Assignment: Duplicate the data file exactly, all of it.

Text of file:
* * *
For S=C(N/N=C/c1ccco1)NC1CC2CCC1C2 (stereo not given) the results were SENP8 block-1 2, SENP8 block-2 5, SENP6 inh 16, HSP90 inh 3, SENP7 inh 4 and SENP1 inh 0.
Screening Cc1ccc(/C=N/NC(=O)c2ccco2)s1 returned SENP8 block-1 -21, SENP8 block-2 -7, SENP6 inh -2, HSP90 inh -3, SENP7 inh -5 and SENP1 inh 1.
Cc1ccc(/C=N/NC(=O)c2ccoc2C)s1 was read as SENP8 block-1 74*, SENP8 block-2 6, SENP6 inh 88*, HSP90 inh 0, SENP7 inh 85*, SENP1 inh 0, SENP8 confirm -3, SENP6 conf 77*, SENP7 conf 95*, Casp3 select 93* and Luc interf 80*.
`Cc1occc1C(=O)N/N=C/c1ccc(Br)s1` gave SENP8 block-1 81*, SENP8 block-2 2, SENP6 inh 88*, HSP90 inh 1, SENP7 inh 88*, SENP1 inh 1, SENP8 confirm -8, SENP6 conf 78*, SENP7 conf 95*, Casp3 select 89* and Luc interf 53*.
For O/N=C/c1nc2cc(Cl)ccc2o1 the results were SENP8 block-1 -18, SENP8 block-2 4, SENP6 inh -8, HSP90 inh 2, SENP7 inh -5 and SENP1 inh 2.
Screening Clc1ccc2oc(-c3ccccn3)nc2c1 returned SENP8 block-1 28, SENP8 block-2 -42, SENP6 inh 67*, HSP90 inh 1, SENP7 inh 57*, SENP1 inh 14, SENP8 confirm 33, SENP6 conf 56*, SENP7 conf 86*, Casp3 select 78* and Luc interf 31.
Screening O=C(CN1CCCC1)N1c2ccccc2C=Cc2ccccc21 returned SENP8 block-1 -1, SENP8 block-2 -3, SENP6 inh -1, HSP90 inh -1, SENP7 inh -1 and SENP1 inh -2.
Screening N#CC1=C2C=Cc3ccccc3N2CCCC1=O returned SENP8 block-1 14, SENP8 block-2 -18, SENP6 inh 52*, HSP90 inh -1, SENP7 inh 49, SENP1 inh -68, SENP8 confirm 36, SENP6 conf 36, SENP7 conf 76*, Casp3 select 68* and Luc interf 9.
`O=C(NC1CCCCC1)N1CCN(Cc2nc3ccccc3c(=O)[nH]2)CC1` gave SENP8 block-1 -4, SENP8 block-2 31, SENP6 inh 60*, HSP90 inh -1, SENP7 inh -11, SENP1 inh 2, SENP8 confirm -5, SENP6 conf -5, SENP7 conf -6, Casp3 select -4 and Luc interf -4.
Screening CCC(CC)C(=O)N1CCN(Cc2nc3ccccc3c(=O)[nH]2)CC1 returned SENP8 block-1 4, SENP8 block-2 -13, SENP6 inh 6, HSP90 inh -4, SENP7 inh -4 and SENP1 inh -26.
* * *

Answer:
For S=C(N/N=C/c1ccco1)NC1CC2CCC1C2 (stereo not given) the results were SENP8 block-1 2, SENP8 block-2 5, SENP6 inh 16, HSP90 inh 3, SENP7 inh 4 and SENP1 inh 0.
Screening Cc1ccc(/C=N/NC(=O)c2ccco2)s1 returned SENP8 block-1 -21, SENP8 block-2 -7, SENP6 inh -2, HSP90 inh -3, SENP7 inh -5 and SENP1 inh 1.
Cc1ccc(/C=N/NC(=O)c2ccoc2C)s1 was read as SENP8 block-1 74*, SENP8 block-2 6, SENP6 inh 88*, HSP90 inh 0, SENP7 inh 85*, SENP1 inh 0, SENP8 confirm -3, SENP6 conf 77*, SENP7 conf 95*, Casp3 select 93* and Luc interf 80*.
`Cc1occc1C(=O)N/N=C/c1ccc(Br)s1` gave SENP8 block-1 81*, SENP8 block-2 2, SENP6 inh 88*, HSP90 inh 1, SENP7 inh 88*, SENP1 inh 1, SENP8 confirm -8, SENP6 conf 78*, SENP7 conf 95*, Casp3 select 89* and Luc interf 53*.
For O/N=C/c1nc2cc(Cl)ccc2o1 the results were SENP8 block-1 -18, SENP8 block-2 4, SENP6 inh -8, HSP90 inh 2, SENP7 inh -5 and SENP1 inh 2.
Screening Clc1ccc2oc(-c3ccccn3)nc2c1 returned SENP8 block-1 28, SENP8 block-2 -42, SENP6 inh 67*, HSP90 inh 1, SENP7 inh 57*, SENP1 inh 14, SENP8 confirm 33, SENP6 conf 56*, SENP7 conf 86*, Casp3 select 78* and Luc interf 31.
Screening O=C(CN1CCCC1)N1c2ccccc2C=Cc2ccccc21 returned SENP8 block-1 -1, SENP8 block-2 -3, SENP6 inh -1, HSP90 inh -1, SENP7 inh -1 and SENP1 inh -2.
Screening N#CC1=C2C=Cc3ccccc3N2CCCC1=O returned SENP8 block-1 14, SENP8 block-2 -18, SENP6 inh 52*, HSP90 inh -1, SENP7 inh 49, SENP1 inh -68, SENP8 confirm 36, SENP6 conf 36, SENP7 conf 76*, Casp3 select 68* and Luc interf 9.
`O=C(NC1CCCCC1)N1CCN(Cc2nc3ccccc3c(=O)[nH]2)CC1` gave SENP8 block-1 -4, SENP8 block-2 31, SENP6 inh 60*, HSP90 inh -1, SENP7 inh -11, SENP1 inh 2, SENP8 confirm -5, SENP6 conf -5, SENP7 conf -6, Casp3 select -4 and Luc interf -4.
Screening CCC(CC)C(=O)N1CCN(Cc2nc3ccccc3c(=O)[nH]2)CC1 returned SENP8 block-1 4, SENP8 block-2 -13, SENP6 inh 6, HSP90 inh -4, SENP7 inh -4 and SENP1 inh -26.